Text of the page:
Australia's nexus for scientific research, the CSIRO, is continuing to grapple with the fallout from allegations of widespread bullying practices through the organisation.
In an internal email to all staff from the CSIRO’s CEO Dr Megan Clark distributed yesterday, the chief executive addressed concerns and outlined the steps underway to ensure that staff work in a “respectful place, free from bullying and harassment.”
The situation at Australia’s most esteemed science and development house, came to the attention of the federal health and safety regulator, Comcare following a spate of complaints from employees.
Former and current employees that have suffered from alleged workplace bullying at the CSIRO have set up a dedicated site as a support network for their experiences.
In the letter to staff, Dr Clark said that the organisation was on track to complete all the requirements of the Comcare Improvement notice.
The CSIRO is also rolling out an e-learning program nationally – Recognising and Preventing Workplace Bullying, Harassment and Discrimination – which aims to train all staff before the end of the year.
Additionally, the CSIRO’s top 70 executives have been receiving training on the ‘bullying’ issue, which focuses on values, accountability and emotional intelligence.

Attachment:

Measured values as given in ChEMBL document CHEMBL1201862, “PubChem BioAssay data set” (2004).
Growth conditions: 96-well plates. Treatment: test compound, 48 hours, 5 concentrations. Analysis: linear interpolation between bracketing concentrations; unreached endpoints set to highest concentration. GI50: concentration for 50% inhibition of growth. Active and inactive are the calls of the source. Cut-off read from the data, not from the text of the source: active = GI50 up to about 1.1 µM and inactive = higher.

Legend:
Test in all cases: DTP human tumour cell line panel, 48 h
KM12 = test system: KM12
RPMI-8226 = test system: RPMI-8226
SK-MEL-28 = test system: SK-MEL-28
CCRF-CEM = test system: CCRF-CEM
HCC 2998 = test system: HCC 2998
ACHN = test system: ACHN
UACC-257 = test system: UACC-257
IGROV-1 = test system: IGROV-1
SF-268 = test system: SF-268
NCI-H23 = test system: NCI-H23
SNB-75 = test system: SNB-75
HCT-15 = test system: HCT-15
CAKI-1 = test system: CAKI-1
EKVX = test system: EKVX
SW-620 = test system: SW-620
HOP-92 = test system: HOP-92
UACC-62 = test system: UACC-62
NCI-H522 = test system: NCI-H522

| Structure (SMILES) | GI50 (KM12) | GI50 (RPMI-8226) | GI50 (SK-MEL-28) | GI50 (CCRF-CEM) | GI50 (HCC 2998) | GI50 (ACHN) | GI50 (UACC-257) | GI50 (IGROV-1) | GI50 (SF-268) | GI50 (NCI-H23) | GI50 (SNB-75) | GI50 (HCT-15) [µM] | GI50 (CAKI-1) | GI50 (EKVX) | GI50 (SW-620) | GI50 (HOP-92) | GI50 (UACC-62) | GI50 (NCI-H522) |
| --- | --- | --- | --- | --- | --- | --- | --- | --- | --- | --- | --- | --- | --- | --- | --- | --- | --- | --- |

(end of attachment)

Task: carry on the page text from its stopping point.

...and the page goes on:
Dr Clark added that these measures were “just the start of our conversation and training and awareness.” The CSIRO will also be developing a multi-year strategy to improve the “maturity in this area” and stepped up its psychological health and wellbeing improvement initiatives.
Spokesperson for the Victims of CSIRO lobby group and former CSIRO project manager Andrew Hooley told The Register, “in an organisation which has consistently failed to appropriately and equitably apply its own internal employment policies, it is difficult to see how this toxic workplace culture will be improved by the addition or revision of more policies that are likely only to be provided with the same lip service.”
Hooley said that he did not believe that current Improvement Notice issued by the Comcare would be enough to shift the organisational culture that had created the situation.
“Despite a large number of psychological injury claims and complaints investigated by Comcare in relation to the CSIRO, to date, there have been absolutely no sanctions sought against the CSIRO for its considerable breaches of the workplace health and safety and other criminal and statutory instruments,” he claims.
Hooley said that many of the former employees of the CSIRO that have made bullying or harassment claims against the organisation have been fighting for a resolution for five years. ®